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I am a huge fan of mystery novels. I love the fast paced nature of them, the suspense, and well, the mystery. Mystery and thriller novels get a bad rap sometimes as being “pulp.” Now, it’s true there are a lot of mystery novels that are poorly written, but I think most get deemed un-serious literature based on the fact that mystery and thriller novels tend to cut out a lot of exposition and filler information and just get to the action.
Enter the literary thriller, which takes everything people love about literary fiction and smashes it together with a fast-paced thriller novel. The most popular recently has been Gone Girl, and this novel, The Girl on the Train by Paula Hawkins. Many people have actually been comparing the two novels, but I’m not sure that is a really fair comparison. The Girl on the Train takes place in 2013 and is told from the perspective of three women, all of whom are extremely flawed, unreliable narrators. There is Rachel, who is the girl on the train. She is an unemployed alcoholic, still reeling from a divorce that happened a couple of years prior. Every day, to keep up the pretense that she still has a job, she takes the train in to London, which takes her past her former house, where she sees her ex-husband, his new wife Anna, and their baby daughter. It also takes her past the home of Jess and Jason, a couple she doesn’t know, but names and imagines a happy life for.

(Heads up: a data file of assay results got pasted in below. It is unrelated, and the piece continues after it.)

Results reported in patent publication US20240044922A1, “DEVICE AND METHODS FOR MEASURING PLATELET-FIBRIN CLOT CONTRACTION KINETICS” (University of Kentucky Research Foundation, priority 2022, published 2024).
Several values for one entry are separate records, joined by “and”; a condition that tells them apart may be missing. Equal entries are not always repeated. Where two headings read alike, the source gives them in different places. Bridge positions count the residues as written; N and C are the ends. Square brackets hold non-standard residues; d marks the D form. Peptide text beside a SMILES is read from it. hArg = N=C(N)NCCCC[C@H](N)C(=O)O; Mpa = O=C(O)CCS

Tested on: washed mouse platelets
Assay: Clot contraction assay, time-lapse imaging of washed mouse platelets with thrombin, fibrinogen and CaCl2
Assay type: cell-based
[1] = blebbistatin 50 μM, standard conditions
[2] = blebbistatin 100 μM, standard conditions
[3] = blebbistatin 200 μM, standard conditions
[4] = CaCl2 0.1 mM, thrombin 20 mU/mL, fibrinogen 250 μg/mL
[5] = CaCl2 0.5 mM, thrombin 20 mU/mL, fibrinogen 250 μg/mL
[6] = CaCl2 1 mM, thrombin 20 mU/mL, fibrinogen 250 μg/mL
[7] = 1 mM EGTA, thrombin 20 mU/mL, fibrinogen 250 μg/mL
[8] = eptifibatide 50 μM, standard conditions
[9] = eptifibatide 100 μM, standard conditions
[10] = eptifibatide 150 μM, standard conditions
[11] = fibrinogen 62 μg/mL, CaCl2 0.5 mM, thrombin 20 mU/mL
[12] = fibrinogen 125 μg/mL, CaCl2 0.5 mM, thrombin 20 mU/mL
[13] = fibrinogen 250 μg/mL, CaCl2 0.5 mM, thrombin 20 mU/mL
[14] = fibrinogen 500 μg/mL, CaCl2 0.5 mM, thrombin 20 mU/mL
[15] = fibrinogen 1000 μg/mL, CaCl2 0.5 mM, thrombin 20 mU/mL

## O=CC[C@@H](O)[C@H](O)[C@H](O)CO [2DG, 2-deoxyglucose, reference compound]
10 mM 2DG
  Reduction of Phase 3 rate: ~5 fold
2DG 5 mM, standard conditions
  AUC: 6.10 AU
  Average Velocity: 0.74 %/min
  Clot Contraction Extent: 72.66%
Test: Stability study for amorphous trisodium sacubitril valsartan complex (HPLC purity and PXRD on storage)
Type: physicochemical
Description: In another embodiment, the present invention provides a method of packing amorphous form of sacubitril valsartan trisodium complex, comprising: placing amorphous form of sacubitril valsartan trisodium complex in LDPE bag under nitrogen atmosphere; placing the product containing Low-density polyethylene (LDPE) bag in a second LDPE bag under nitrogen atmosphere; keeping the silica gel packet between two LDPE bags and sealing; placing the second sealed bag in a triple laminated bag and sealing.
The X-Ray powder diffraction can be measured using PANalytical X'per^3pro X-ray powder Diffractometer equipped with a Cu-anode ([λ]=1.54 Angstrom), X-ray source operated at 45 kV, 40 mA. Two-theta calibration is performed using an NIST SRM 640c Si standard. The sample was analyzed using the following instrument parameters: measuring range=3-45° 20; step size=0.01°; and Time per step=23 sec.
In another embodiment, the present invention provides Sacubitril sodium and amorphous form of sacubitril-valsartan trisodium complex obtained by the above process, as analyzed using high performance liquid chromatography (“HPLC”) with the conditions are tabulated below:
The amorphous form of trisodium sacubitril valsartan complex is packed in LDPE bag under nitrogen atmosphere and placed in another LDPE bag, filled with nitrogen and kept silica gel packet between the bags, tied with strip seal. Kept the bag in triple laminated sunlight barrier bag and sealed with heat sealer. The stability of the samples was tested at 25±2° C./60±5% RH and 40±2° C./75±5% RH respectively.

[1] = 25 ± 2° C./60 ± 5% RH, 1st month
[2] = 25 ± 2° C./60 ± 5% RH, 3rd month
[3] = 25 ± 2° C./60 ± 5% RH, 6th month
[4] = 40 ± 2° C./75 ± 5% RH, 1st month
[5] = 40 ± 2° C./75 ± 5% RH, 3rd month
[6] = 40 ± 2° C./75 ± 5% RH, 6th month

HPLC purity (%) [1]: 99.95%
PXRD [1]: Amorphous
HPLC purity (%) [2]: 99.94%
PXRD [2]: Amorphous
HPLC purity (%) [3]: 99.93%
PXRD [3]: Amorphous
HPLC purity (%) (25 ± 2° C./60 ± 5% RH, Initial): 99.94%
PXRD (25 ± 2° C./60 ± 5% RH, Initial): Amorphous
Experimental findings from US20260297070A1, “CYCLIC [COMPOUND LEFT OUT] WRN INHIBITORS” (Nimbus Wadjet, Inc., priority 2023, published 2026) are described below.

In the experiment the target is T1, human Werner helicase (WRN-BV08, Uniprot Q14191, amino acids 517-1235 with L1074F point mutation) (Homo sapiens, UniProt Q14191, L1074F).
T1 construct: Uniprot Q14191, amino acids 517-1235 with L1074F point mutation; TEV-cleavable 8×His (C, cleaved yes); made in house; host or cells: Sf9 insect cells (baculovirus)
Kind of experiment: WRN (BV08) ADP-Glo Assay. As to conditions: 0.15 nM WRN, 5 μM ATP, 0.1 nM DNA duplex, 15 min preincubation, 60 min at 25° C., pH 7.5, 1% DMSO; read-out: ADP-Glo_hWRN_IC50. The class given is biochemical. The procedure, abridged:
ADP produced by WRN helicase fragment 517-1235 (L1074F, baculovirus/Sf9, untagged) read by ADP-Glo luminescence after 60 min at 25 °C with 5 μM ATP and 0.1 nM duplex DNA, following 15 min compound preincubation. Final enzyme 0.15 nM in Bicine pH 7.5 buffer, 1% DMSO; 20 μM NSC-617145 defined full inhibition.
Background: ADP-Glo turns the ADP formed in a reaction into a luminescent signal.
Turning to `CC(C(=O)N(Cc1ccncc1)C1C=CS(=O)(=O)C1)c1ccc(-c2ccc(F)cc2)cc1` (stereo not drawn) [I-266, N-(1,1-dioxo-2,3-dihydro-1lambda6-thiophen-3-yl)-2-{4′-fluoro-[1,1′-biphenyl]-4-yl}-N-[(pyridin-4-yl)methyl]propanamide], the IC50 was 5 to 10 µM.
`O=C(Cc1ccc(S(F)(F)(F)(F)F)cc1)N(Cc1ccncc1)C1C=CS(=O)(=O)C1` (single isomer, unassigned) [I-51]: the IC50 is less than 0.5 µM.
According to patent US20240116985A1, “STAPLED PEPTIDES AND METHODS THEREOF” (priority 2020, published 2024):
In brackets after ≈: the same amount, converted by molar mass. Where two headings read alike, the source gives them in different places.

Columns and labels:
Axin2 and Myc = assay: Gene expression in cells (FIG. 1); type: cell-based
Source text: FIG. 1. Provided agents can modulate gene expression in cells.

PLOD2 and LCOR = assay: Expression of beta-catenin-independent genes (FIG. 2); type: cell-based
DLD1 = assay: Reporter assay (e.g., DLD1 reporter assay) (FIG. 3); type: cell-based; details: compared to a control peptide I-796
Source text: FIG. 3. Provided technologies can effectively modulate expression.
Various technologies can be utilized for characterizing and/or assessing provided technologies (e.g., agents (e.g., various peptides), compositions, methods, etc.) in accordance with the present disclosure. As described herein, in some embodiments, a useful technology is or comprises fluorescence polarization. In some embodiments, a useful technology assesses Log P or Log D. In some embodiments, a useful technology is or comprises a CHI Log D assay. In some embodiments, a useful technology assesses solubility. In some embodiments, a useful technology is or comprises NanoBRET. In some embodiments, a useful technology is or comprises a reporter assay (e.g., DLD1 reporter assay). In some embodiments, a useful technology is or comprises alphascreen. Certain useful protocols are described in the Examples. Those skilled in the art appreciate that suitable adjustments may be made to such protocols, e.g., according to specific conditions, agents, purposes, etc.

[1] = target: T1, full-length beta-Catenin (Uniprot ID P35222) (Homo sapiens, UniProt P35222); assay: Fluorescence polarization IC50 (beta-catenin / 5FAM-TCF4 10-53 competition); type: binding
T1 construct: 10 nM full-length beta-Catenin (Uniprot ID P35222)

As the reader, we know that Jess and Jason aren’t happy, and aren’t Jess and Jason. They are Megan and Scott. Megan narrates several of the chapters from the past, and much of the novel centers around her disappearance, and the fact that Rachel can’t remember exactly what happened that night, but that she was possibly outside of Megan’s home that night. The other chapters are told from the perspective of Anna, who married Rachel’s ex-husband and who loathes Rachel entirely. All three women have things to hide, things to be ashamed of, and it’s clear early on that all three aren’t exactly trustworthy and may be bending their sides of the story. You never know who to trust, and I think that is one of the great successes of the novel. Hearing the story from several perspectives keeps you guessing up until the end.
The novel does a great job of keeping the suspense high, and I honestly hadn’t guessed who was responsible for Megan’s disappearance and death until close to the end, which for me is the mark of a good thriller. Nothing ruins a mystery faster than knowing who did it within the first one hundred pages. That said, at times I did find the book to be dragging along, particularly at the beginning. Once Megan disappears and the real meat of the story gets set in motion, the pages really fly by and go quickly. Would I say that this is as good as Gone Girl? No, but it is a good read nonetheless, especially if you enjoy thrillers.